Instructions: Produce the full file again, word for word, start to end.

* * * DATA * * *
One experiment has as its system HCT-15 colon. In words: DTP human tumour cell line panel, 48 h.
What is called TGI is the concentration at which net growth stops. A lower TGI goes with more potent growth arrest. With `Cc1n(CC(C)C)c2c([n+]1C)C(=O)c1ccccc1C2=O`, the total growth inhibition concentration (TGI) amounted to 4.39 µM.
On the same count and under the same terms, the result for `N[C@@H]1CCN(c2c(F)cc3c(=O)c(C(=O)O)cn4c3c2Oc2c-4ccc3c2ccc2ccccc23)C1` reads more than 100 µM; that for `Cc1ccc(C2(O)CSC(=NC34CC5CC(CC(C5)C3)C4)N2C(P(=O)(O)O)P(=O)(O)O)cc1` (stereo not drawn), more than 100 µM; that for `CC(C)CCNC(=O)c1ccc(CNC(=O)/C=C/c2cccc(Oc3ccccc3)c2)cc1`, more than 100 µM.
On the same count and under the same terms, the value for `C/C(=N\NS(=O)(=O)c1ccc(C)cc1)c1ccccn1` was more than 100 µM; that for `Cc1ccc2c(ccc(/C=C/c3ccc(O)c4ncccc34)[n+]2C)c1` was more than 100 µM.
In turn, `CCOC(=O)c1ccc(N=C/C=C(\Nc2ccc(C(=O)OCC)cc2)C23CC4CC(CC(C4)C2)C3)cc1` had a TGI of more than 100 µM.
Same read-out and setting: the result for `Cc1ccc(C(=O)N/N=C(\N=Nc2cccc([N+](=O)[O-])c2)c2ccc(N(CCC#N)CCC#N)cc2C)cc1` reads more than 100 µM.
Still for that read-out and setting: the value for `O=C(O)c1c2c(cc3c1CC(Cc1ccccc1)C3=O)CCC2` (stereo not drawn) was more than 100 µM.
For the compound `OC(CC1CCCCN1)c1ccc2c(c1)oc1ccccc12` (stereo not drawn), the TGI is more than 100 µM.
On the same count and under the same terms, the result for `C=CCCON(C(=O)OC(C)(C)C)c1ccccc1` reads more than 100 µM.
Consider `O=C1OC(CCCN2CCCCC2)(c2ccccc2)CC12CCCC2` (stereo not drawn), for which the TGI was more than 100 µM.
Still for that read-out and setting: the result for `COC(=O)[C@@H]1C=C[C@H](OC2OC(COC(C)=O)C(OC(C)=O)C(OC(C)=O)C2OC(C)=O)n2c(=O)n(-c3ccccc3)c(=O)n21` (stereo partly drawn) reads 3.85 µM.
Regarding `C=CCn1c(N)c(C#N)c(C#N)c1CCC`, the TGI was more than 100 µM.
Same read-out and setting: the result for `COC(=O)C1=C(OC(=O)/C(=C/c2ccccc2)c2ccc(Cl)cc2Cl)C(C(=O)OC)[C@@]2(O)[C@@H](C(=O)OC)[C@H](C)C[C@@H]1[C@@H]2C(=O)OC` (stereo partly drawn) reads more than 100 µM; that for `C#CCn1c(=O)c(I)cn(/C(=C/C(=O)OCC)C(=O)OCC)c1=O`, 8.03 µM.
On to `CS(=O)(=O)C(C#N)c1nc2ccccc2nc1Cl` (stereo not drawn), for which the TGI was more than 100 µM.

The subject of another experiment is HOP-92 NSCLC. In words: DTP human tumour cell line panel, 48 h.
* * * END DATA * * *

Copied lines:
One experiment has as its system HCT-15 colon. In words: DTP human tumour cell line panel, 48 h.
What is called TGI is the concentration at which net growth stops. A lower TGI goes with more potent growth arrest. With `Cc1n(CC(C)C)c2c([n+]1C)C(=O)c1ccccc1C2=O`, the total growth inhibition concentration (TGI) amounted to 4.39 µM.
On the same count and under the same terms, the result for `N[C@@H]1CCN(c2c(F)cc3c(=O)c(C(=O)O)cn4c3c2Oc2c-4ccc3c2ccc2ccccc23)C1` reads more than 100 µM; that for `Cc1ccc(C2(O)CSC(=NC34CC5CC(CC(C5)C3)C4)N2C(P(=O)(O)O)P(=O)(O)O)cc1` (stereo not drawn), more than 100 µM; that for `CC(C)CCNC(=O)c1ccc(CNC(=O)/C=C/c2cccc(Oc3ccccc3)c2)cc1`, more than 100 µM.
On the same count and under the same terms, the value for `C/C(=N\NS(=O)(=O)c1ccc(C)cc1)c1ccccn1` was more than 100 µM; that for `Cc1ccc2c(ccc(/C=C/c3ccc(O)c4ncccc34)[n+]2C)c1` was more than 100 µM.
In turn, `CCOC(=O)c1ccc(N=C/C=C(\Nc2ccc(C(=O)OCC)cc2)C23CC4CC(CC(C4)C2)C3)cc1` had a TGI of more than 100 µM.
Same read-out and setting: the result for `Cc1ccc(C(=O)N/N=C(\N=Nc2cccc([N+](=O)[O-])c2)c2ccc(N(CCC#N)CCC#N)cc2C)cc1` reads more than 100 µM.
Still for that read-out and setting: the value for `O=C(O)c1c2c(cc3c1CC(Cc1ccccc1)C3=O)CCC2` (stereo not drawn) was more than 100 µM.
For the compound `OC(CC1CCCCN1)c1ccc2c(c1)oc1ccccc12` (stereo not drawn), the TGI is more than 100 µM.
On the same count and under the same terms, the result for `C=CCCON(C(=O)OC(C)(C)C)c1ccccc1` reads more than 100 µM.
Consider `O=C1OC(CCCN2CCCCC2)(c2ccccc2)CC12CCCC2` (stereo not drawn), for which the TGI was more than 100 µM.
Still for that read-out and setting: the result for `COC(=O)[C@@H]1C=C[C@H](OC2OC(COC(C)=O)C(OC(C)=O)C(OC(C)=O)C2OC(C)=O)n2c(=O)n(-c3ccccc3)c(=O)n21` (stereo partly drawn) reads 3.85 µM.
Regarding `C=CCn1c(N)c(C#N)c(C#N)c1CCC`, the TGI was more than 100 µM.
Same read-out and setting: the result for `COC(=O)C1=C(OC(=O)/C(=C/c2ccccc2)c2ccc(Cl)cc2Cl)C(C(=O)OC)[C@@]2(O)[C@@H](C(=O)OC)[C@H](C)C[C@@H]1[C@@H]2C(=O)OC` (stereo partly drawn) reads more than 100 µM; that for `C#CCn1c(=O)c(I)cn(/C(=C/C(=O)OCC)C(=O)OCC)c1=O`, 8.03 µM.
On to `CS(=O)(=O)C(C#N)c1nc2ccccc2nc1Cl` (stereo not drawn), for which the TGI was more than 100 µM.

The subject of another experiment is HOP-92 NSCLC. In words: DTP human tumour cell line panel, 48 h.